Vaccine Research - One Step Closer To A Cure

Armen Hareyan's picture

NIV Vaccine

Commemorates the tenth annual human immunodeficiency virus (HIV) Vaccine Awareness Day which offers an opportunity to review the progress made over twenty years of research for a safe and effective human immunodeficiency virus (HIV) vaccine.

Although many challenges exist, with each new discovery we come one step closer. HIV vaccines in current clinical trials are among the most promising.


HIV clinical trials offer another important resource to help stop the spread of this disease. We must use every available resource to find a safe and effective HIV vaccine given the rate of this disease, especially among the African American community. HIV/AIDS continues to be a critical health crisis especially for African Americans and Hispanics. African Americans accounted for more than half (54 percent) of the estimated new HIV infections in the United States (U.S.). Combined Blacks and Hispanics account for more than two-thirds of new HIV diagnoses. Worldwide forty million people are currently living with HIV infection. In 2006, it is estimated that more than 40,000 persons in the U.S. were infected with HIV.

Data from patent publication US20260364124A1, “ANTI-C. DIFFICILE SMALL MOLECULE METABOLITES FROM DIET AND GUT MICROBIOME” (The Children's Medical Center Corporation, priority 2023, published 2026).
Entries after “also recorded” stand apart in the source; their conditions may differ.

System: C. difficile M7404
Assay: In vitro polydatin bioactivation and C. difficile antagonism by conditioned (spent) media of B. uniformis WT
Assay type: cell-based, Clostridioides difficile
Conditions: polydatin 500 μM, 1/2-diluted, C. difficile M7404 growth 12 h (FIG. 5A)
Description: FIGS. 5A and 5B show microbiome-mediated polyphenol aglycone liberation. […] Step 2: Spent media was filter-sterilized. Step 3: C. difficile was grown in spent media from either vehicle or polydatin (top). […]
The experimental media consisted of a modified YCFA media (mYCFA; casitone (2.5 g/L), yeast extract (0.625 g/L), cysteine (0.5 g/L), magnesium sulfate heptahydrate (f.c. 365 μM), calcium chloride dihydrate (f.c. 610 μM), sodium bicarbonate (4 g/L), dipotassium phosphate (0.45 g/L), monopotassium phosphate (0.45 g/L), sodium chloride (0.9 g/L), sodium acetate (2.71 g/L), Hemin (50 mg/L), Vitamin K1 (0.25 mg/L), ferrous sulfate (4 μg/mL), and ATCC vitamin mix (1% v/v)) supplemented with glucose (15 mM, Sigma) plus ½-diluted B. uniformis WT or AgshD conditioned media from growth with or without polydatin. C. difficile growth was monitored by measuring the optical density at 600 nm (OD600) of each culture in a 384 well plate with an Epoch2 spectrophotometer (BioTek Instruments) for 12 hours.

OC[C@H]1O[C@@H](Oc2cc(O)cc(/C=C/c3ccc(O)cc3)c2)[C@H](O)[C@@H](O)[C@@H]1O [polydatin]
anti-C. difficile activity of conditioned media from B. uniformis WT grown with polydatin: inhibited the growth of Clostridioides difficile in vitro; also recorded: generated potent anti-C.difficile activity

The National Institute of Allergy and Infectious Diseases (NIAID) of the National Institutes of Health initiated the first HIV vaccine trial in Bethesda, Maryland, in 1987. Since that time, HIV clinical trials have enrolled more than 26,000 volunteers. These clinical trials add to the body of knowledge that helps shape future vaccine development to lead to a licensed vaccine.

Local communities play a key role in HIV vaccine research to educate their communities about HIV vaccine development and help dispel myths about HIV vaccine research.

Today, I urge all Americans to show support for HIV vaccine research. Take action by learning more about HIV vaccine research or by volunteering in a HIV vaccine clinical trial. Furthermore, everyone is strongly recommended to be tested for HIV. There are a significant number of individuals who are unaware that they are infected and have never been diagnosed.

Only through our collective cooperation and participation will an HIV vaccine become a reality and be added to the resources to fight against this disease.